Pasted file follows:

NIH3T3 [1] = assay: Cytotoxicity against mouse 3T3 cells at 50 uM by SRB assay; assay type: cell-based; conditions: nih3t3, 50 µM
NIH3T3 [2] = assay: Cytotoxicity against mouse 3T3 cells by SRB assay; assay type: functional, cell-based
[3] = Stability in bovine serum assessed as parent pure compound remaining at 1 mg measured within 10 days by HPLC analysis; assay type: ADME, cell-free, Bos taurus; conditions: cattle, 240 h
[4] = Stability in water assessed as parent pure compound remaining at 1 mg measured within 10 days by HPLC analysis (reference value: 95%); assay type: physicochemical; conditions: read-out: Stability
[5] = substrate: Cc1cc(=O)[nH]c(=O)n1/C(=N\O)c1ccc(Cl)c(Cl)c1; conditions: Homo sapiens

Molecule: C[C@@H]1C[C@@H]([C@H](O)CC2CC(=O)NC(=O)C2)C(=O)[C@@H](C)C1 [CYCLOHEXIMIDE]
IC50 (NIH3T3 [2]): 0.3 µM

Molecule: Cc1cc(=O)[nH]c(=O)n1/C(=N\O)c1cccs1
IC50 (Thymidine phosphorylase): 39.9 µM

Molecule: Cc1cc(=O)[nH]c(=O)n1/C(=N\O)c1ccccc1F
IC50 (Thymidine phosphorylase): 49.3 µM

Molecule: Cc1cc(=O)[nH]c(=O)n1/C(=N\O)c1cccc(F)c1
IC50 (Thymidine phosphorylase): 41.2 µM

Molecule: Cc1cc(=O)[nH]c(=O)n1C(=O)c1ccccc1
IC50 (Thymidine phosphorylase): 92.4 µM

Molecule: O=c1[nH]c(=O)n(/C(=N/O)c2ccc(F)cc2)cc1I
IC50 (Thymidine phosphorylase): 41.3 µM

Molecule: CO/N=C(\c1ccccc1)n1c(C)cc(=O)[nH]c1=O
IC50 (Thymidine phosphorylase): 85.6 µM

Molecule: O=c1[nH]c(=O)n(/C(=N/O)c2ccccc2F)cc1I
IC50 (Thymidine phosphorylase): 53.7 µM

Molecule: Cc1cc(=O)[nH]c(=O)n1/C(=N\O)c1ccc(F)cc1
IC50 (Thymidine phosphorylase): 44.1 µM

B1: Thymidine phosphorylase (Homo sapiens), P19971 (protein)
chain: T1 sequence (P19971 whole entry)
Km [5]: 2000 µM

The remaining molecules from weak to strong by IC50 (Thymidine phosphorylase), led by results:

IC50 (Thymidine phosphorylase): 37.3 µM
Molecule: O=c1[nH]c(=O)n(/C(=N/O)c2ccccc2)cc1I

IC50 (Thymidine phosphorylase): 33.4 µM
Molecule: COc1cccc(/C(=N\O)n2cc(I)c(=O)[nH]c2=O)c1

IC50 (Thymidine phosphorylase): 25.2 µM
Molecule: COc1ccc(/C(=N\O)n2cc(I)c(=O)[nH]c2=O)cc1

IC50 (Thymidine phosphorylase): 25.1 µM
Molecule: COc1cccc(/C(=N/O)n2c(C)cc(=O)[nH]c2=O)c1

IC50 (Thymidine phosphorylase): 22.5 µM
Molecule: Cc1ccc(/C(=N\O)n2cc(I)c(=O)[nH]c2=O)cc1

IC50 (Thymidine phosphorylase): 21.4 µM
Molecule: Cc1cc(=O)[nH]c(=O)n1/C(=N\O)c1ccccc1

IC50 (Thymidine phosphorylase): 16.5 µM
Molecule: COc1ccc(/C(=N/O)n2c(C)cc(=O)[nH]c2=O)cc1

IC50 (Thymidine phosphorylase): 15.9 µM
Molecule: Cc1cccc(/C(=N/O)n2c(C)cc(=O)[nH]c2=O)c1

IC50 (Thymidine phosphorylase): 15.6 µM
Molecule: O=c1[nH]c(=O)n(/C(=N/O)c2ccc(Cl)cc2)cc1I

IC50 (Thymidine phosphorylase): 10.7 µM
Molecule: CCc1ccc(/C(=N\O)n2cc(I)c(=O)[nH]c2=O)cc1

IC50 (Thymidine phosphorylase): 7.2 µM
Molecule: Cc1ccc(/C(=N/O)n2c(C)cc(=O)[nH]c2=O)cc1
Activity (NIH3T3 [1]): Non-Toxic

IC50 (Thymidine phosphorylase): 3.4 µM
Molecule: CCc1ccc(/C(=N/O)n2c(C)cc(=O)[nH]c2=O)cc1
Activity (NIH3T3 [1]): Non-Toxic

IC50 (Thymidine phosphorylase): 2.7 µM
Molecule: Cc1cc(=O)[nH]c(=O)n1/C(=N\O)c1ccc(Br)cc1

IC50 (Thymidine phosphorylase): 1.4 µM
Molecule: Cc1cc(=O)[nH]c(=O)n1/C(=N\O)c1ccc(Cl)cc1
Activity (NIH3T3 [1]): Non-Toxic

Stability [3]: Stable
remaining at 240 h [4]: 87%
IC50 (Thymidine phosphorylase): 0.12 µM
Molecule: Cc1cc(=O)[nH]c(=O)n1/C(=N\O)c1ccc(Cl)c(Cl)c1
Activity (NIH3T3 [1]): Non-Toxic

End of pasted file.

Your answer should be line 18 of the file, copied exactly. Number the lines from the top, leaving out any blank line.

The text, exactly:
Molecule: CO/N=C(\c1ccccc1)n1c(C)cc(=O)[nH]c1=O